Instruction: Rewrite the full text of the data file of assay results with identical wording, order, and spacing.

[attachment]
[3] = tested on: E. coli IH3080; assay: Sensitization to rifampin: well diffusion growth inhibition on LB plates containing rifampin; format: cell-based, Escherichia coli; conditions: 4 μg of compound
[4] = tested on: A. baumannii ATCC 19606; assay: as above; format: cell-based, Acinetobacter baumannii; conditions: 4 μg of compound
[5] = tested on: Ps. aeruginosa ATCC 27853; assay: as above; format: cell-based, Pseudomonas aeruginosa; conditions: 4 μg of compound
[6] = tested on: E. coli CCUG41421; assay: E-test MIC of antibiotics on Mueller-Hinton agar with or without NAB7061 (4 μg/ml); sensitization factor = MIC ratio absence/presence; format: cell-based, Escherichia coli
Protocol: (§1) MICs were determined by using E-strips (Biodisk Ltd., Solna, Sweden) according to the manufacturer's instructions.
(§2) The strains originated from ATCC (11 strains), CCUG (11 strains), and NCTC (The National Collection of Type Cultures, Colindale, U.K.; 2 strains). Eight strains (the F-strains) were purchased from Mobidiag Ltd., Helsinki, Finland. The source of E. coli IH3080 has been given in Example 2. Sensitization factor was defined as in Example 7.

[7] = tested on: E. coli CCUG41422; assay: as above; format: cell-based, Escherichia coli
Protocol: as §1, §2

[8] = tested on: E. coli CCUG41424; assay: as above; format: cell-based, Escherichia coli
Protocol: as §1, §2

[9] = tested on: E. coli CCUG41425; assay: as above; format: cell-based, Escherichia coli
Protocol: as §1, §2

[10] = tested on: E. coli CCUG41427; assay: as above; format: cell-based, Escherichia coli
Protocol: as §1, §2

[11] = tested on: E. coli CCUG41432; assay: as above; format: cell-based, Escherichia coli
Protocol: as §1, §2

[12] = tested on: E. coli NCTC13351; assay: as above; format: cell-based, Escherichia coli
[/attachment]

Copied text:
[3] = tested on: E. coli IH3080; assay: Sensitization to rifampin: well diffusion growth inhibition on LB plates containing rifampin; format: cell-based, Escherichia coli; conditions: 4 μg of compound
[4] = tested on: A. baumannii ATCC 19606; assay: as above; format: cell-based, Acinetobacter baumannii; conditions: 4 μg of compound
[5] = tested on: Ps. aeruginosa ATCC 27853; assay: as above; format: cell-based, Pseudomonas aeruginosa; conditions: 4 μg of compound
[6] = tested on: E. coli CCUG41421; assay: E-test MIC of antibiotics on Mueller-Hinton agar with or without NAB7061 (4 μg/ml); sensitization factor = MIC ratio absence/presence; format: cell-based, Escherichia coli
Protocol: (§1) MICs were determined by using E-strips (Biodisk Ltd., Solna, Sweden) according to the manufacturer's instructions.
(§2) The strains originated from ATCC (11 strains), CCUG (11 strains), and NCTC (The National Collection of Type Cultures, Colindale, U.K.; 2 strains). Eight strains (the F-strains) were purchased from Mobidiag Ltd., Helsinki, Finland. The source of E. coli IH3080 has been given in Example 2. Sensitization factor was defined as in Example 7.

[7] = tested on: E. coli CCUG41422; assay: as above; format: cell-based, Escherichia coli
Protocol: as §1, §2

[8] = tested on: E. coli CCUG41424; assay: as above; format: cell-based, Escherichia coli
Protocol: as §1, §2

[9] = tested on: E. coli CCUG41425; assay: as above; format: cell-based, Escherichia coli
Protocol: as §1, §2

[10] = tested on: E. coli CCUG41427; assay: as above; format: cell-based, Escherichia coli
Protocol: as §1, §2

[11] = tested on: E. coli CCUG41432; assay: as above; format: cell-based, Escherichia coli
Protocol: as §1, §2

[12] = tested on: E. coli NCTC13351; assay: as above; format: cell-based, Escherichia coli